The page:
My most viewed posts of 2019

My most viewed posts of 2019

For those of you who are interested, here are the top 10 most viewed posts on my blog during 2019

  1. Closing the language gap: Building vocabulary (16th November 2014) It’s a bit of a puzzler why a post written 5 years ago is proving so popular but I can only imagine anxious teachers are looking for Alex Quigley’s wildly popular book are are somehow stumbling onto this post.
  2. How do we know pupils are making progress? Part 1 The madness of flightpaths (23rd March) The first of a four part series about how we might go about stating with any degree of confidence whether pupils are in fact making the kind of progress we think they are. Everyone seems to hate flightpaths and so this post did surprisingly well. Needless to say, the following three posts in which various solutions are considered were largely ignored.
  3. Three animated films about learning (9th April) This is basically a link to the BBC Bitesize page which hosts a series of films I collaborated on. Apologies to international readers: all BBC content is  geolocked and unavailable outside the UK.
  4. Why ‘just reading’ might make more of a difference than teaching reading (22nd June) A peep at a promising study which suggests reading novels makes massively more difference to children’s progress in reading than being taught  comprehension skills.
  5. Is reading comprehension even a thing? (6th October) In which I cast doubt on the notion that reading comprehension is anything more than decoding skill plus language comprehension.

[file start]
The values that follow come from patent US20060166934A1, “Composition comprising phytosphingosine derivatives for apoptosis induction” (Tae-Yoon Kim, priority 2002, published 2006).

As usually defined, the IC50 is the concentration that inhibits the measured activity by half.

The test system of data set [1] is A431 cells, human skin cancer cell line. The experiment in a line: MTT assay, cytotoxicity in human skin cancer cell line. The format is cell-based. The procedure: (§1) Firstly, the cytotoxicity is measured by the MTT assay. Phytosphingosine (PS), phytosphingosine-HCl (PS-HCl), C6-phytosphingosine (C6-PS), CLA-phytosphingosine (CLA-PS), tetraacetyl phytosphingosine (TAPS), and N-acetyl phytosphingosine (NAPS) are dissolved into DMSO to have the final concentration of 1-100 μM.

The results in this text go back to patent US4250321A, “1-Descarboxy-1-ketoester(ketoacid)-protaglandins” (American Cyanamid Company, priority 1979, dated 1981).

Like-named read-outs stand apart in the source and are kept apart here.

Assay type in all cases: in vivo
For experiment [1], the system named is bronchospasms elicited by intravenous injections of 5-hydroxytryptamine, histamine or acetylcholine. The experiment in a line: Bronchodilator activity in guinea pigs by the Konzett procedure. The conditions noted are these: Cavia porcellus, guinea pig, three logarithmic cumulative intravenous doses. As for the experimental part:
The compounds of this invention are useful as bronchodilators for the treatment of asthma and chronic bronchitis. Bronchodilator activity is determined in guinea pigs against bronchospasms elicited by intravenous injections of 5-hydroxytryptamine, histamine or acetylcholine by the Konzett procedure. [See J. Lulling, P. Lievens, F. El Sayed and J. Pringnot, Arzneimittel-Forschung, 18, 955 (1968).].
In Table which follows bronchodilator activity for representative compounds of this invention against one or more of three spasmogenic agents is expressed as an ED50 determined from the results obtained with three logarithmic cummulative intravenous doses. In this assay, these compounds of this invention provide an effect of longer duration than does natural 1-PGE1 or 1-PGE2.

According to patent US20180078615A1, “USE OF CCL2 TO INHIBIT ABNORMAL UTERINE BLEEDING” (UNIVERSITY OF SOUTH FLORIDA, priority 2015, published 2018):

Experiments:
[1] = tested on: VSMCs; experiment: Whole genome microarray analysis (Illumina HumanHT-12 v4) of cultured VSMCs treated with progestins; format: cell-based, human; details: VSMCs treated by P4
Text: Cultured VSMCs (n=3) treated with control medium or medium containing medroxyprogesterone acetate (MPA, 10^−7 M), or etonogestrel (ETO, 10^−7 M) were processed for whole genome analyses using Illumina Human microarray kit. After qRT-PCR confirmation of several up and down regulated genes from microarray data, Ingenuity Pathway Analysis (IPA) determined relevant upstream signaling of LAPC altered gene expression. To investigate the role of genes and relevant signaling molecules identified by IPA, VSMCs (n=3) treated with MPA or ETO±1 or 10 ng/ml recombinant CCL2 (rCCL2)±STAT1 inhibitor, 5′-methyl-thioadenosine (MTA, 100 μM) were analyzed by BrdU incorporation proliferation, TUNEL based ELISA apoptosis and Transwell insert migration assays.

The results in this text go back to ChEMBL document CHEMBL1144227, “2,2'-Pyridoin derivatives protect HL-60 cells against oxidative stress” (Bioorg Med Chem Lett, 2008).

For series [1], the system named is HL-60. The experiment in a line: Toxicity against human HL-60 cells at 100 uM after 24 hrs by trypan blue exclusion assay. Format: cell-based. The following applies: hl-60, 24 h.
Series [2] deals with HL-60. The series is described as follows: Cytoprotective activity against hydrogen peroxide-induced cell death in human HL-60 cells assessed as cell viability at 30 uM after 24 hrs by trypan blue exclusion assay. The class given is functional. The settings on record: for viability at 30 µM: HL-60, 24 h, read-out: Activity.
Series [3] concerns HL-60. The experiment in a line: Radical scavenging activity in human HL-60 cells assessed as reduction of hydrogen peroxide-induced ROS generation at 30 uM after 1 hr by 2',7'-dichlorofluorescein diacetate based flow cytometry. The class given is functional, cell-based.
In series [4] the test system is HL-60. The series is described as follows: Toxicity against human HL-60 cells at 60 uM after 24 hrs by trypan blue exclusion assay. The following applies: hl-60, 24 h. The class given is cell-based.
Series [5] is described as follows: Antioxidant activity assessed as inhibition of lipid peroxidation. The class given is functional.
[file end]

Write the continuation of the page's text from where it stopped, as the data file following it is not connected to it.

6. The curriculum: intent, implementation and impact (24th July) A very brief precis of what Ofsted’s ‘3 Is’ actually mean.
  7. How to observe a lesson (11th October 2016) Another oldie. Again, not at all sure why this continues to do good business.
  8. What do Ofsted reports reveal about the way schools are being inspected under the new framework? (17th October) Exactly what the title suggests: by reviewing a sample of reports written under Ofsted new inspection framework I offer some common themes that appear to be preoccupying inspectors.
  9. What works best for children with SEND works best for all children (18th November) I’m particularly gratified that this post got so many hits. Simply put, if teachers understand how to teach the most disadvantaged children they can be confident that these approaches will be effective with all students.
  10. Skill = knowledge + practice (11th January) In which I offer a definition of ‘skill’ that makes it clear that teachers can only teach knowledge; skill is acquired through students’ practice.

Thank you for reading and I look forward to further discussions in 2020.

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